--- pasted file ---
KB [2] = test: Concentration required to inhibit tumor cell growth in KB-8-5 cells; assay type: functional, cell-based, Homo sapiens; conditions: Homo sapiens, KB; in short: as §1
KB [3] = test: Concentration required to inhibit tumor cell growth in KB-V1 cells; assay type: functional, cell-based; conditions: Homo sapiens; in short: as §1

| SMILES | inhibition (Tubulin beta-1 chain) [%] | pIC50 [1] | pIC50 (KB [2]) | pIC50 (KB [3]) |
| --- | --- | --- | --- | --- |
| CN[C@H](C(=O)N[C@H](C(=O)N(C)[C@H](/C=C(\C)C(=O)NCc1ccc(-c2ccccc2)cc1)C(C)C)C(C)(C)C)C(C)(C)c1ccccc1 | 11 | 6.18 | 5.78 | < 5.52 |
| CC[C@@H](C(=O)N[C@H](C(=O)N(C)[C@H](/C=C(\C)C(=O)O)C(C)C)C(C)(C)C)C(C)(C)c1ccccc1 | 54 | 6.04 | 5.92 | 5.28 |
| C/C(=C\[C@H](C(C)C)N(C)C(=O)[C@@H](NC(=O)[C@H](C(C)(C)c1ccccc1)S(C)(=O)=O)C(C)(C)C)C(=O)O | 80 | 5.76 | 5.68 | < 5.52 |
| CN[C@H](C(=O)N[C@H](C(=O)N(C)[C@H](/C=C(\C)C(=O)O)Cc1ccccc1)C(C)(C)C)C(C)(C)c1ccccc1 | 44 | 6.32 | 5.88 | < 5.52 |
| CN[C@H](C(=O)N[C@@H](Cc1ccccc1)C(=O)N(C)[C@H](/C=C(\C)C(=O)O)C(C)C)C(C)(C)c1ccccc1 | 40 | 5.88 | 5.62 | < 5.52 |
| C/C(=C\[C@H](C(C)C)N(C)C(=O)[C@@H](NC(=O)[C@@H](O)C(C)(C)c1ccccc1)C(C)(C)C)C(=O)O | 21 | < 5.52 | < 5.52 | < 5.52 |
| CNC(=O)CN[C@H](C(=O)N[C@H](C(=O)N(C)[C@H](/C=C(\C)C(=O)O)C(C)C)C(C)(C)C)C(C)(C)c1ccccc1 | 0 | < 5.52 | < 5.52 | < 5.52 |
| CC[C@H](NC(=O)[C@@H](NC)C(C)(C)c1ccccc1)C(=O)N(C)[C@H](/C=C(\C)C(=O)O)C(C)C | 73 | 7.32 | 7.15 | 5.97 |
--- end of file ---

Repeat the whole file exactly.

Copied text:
KB [2] = test: Concentration required to inhibit tumor cell growth in KB-8-5 cells; assay type: functional, cell-based, Homo sapiens; conditions: Homo sapiens, KB; in short: as §1
KB [3] = test: Concentration required to inhibit tumor cell growth in KB-V1 cells; assay type: functional, cell-based; conditions: Homo sapiens; in short: as §1

| SMILES | inhibition (Tubulin beta-1 chain) [%] | pIC50 [1] | pIC50 (KB [2]) | pIC50 (KB [3]) |
| --- | --- | --- | --- | --- |
| CN[C@H](C(=O)N[C@H](C(=O)N(C)[C@H](/C=C(\C)C(=O)NCc1ccc(-c2ccccc2)cc1)C(C)C)C(C)(C)C)C(C)(C)c1ccccc1 | 11 | 6.18 | 5.78 | < 5.52 |
| CC[C@@H](C(=O)N[C@H](C(=O)N(C)[C@H](/C=C(\C)C(=O)O)C(C)C)C(C)(C)C)C(C)(C)c1ccccc1 | 54 | 6.04 | 5.92 | 5.28 |
| C/C(=C\[C@H](C(C)C)N(C)C(=O)[C@@H](NC(=O)[C@H](C(C)(C)c1ccccc1)S(C)(=O)=O)C(C)(C)C)C(=O)O | 80 | 5.76 | 5.68 | < 5.52 |
| CN[C@H](C(=O)N[C@H](C(=O)N(C)[C@H](/C=C(\C)C(=O)O)Cc1ccccc1)C(C)(C)C)C(C)(C)c1ccccc1 | 44 | 6.32 | 5.88 | < 5.52 |
| CN[C@H](C(=O)N[C@@H](Cc1ccccc1)C(=O)N(C)[C@H](/C=C(\C)C(=O)O)C(C)C)C(C)(C)c1ccccc1 | 40 | 5.88 | 5.62 | < 5.52 |
| C/C(=C\[C@H](C(C)C)N(C)C(=O)[C@@H](NC(=O)[C@@H](O)C(C)(C)c1ccccc1)C(C)(C)C)C(=O)O | 21 | < 5.52 | < 5.52 | < 5.52 |
| CNC(=O)CN[C@H](C(=O)N[C@H](C(=O)N(C)[C@H](/C=C(\C)C(=O)O)C(C)C)C(C)(C)C)C(C)(C)c1ccccc1 | 0 | < 5.52 | < 5.52 | < 5.52 |
| CC[C@H](NC(=O)[C@@H](NC)C(C)(C)c1ccccc1)C(=O)N(C)[C@H](/C=C(\C)C(=O)O)C(C)C | 73 | 7.32 | 7.15 | 5.97 |